In the city, the population was spread out with 25.8% under the age of 18, 9.2% from 18 to 24, 30.0% from 25 to 44, 19.7% from 45 to 64, and 15.2% who were 65 years of age or older. The median age was 35 years. For every 100 females, there were 91.2 males. For every 100 females age 18 and over, there were 86.8 males.

The median income for a household in the city was $30,819, and the median income for a family was $38,353. Males had a median income of $31,465 versus $24,638 for females. The per capita income for the city was $16,223. About 16.7% of families and 19.4% of the population were below the poverty line, including 31.3% of those under age 18 and 14.7% of those age 65 or over. In March 2013, the Washington Post reported that one-third of Woonsocket's population used food stamps, putting local merchants on a "boom or bust" cycle each month when EBT payments were deposited.[16]

At the 2000 census, 46.1% of Woonsocket's population were identified as being of French or French-Canadian ethnic heritage. The city has referred to itself as La ville la plus française aux États-Unis--the most French city in the United States.[17]

Historic places

Properties and districts in Woonsocket listed on National Register of Historic Places:

Filming location

Woonsocket has been a filming location for several movies, including Hachi: A Dog's Tale (2009) and The Purge: Election Year (2016).

Notable people

Nap Lajoie, member of Baseball Hall of Fame

See also


  1. ^ a b "American FactFinder". United States Census Bureau. Archived from the original on 2013-09-11. Retrieved .
  2. ^ "US Board on Geographic Names". United States Geological Survey. 2007-10-25. Retrieved .
  3. ^ "About Woonsocket". City of Woonsocket. Retrieved 2009.
  4. ^ Woonsocket, Rhode Island - My Home Town - History
  5. ^ Walter Nebiker, The History of North Smithfield (New England History Press: Somersworth, NH: 1976), 12-13.
  6. ^ "Nipmuc place names of New England". native tach.org. Retrieved 2008.
  7. ^ a b Erik Eclison. "Growth of an Industrial City". Woonsocket: My Hometown on the Web. Retrieved 2009.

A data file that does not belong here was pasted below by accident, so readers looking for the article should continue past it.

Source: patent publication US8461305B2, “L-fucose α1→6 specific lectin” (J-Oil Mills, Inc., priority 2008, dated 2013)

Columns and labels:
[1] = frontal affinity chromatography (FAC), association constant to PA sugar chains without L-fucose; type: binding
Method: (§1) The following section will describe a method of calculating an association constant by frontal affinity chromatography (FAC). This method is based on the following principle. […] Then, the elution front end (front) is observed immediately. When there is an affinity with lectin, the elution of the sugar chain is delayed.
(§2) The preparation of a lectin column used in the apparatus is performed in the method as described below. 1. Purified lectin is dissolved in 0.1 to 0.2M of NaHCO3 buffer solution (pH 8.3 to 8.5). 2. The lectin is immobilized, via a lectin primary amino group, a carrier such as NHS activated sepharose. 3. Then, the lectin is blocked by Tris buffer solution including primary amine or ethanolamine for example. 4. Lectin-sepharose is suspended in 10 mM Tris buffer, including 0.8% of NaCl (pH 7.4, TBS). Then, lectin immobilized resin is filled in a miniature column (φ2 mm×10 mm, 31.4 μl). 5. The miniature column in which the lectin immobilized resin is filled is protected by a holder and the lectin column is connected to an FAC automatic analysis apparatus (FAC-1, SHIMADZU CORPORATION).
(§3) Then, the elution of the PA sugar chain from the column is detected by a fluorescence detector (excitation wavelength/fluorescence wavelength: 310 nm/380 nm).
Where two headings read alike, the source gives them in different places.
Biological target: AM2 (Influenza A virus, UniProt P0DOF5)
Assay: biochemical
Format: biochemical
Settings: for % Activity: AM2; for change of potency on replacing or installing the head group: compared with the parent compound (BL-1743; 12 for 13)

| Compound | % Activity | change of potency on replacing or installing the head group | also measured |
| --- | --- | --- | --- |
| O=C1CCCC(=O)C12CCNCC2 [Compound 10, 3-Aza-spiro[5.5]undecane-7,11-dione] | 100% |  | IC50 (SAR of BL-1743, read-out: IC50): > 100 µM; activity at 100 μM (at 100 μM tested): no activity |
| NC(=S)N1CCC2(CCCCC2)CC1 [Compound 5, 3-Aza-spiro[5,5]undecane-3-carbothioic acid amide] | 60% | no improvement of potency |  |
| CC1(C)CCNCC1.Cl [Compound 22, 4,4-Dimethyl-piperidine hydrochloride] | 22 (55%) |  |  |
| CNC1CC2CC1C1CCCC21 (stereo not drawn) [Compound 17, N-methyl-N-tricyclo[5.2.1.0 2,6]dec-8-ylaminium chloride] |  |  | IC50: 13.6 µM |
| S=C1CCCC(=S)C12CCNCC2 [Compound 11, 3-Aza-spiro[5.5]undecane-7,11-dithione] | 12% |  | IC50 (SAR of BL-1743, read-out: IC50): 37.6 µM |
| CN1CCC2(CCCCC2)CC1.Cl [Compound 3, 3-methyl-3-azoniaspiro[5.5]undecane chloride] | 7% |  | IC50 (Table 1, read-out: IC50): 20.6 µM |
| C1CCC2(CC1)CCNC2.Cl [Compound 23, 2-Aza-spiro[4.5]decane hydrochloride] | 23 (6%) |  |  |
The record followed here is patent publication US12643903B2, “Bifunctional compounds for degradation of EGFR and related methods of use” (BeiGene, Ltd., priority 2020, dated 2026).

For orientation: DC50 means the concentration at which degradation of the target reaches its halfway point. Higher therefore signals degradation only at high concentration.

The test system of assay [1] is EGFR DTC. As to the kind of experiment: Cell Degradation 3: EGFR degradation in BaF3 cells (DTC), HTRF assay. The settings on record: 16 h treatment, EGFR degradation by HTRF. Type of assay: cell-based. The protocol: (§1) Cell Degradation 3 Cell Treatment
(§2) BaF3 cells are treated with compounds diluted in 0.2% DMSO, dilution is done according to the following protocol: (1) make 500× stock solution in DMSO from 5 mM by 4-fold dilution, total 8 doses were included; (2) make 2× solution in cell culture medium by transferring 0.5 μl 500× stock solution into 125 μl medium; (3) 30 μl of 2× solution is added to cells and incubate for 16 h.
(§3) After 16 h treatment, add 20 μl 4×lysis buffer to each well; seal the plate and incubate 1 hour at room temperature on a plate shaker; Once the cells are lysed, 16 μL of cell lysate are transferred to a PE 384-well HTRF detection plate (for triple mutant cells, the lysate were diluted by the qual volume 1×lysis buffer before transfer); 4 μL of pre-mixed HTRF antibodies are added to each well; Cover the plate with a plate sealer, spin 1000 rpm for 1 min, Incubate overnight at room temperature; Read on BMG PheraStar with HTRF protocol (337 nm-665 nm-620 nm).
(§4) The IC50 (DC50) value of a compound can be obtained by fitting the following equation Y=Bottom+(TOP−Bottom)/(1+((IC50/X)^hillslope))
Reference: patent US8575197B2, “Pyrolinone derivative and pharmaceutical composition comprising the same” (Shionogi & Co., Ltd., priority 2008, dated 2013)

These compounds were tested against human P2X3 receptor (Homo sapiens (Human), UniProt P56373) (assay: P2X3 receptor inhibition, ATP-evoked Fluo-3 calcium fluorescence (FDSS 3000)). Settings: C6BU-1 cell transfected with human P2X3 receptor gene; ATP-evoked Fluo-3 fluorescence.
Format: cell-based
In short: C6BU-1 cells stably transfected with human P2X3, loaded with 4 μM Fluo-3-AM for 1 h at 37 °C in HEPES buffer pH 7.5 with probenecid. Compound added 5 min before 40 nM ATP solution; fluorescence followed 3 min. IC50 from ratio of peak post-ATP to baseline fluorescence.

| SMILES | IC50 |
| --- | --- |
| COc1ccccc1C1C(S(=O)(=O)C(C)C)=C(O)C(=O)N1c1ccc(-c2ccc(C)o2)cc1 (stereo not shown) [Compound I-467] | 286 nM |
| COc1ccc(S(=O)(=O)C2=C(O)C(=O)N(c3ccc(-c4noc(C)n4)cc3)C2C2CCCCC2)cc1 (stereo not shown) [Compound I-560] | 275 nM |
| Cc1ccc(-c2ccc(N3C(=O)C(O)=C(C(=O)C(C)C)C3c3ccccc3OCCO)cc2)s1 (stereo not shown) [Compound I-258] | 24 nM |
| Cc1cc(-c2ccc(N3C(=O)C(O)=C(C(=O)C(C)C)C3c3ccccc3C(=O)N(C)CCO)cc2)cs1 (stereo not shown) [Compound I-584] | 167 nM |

8. ^ Pierre Anctil, "Franco-American in New England" in Dean R. Louder and Eric Waddell, ed., and Franklin Philip, tran. French America: Mobility, Identity and Monority Experience Across the Continent (Baton Rouge: Louisiana State University Press, 1993), p. 40
  9. ^ a b Anctil, "Franco-Americans in New England", p. 41
  10. ^ Philip Marcelo (October 9, 2007). "Woonsocket's Autumnfest draws thousands". Providence Journal. Retrieved 2009.
  11. ^ [1]
  12. ^ "Weatherbase: Historical Weather for Woonsocket, Rhode Island". Weatherbase. 2011. Retrieved 2011.
  13. ^ "Population and Housing Unit Estimates". Retrieved 2017.
  14. ^ "Census of Population and Housing". Census.gov. Archived from the original on May 12, 2015. Retrieved 2015.
  15. ^ Census Quick facts for Woonsocket
  16. ^ "Food stamps put Rhode Island town on monthly boom-and-bust cycle". The Washington Post. 2013-03-16. Retrieved .
  17. ^ Dani Safford (September 13, 2008). "Woonsocket's Autumnfest draws thousands". The Woonsocket Call. Archived from the original on September 20, 2008. Retrieved 2009.
  18. ^ via Associated Press. "Francis Lawrence, Former Rutgers President, Dies at 75", The New York Times, April 17, 2013. Accessed November 30, 2017. "Mount Laurel, N.J. -- Francis L. Lawrence, who was president of Rutgers University for 12 years and worked to raise its national profile, died on Tuesday at his home here.... Dr. Lawrence was born on Aug. 25, 1937, and grew up in Woonsocket, R.I. "

External links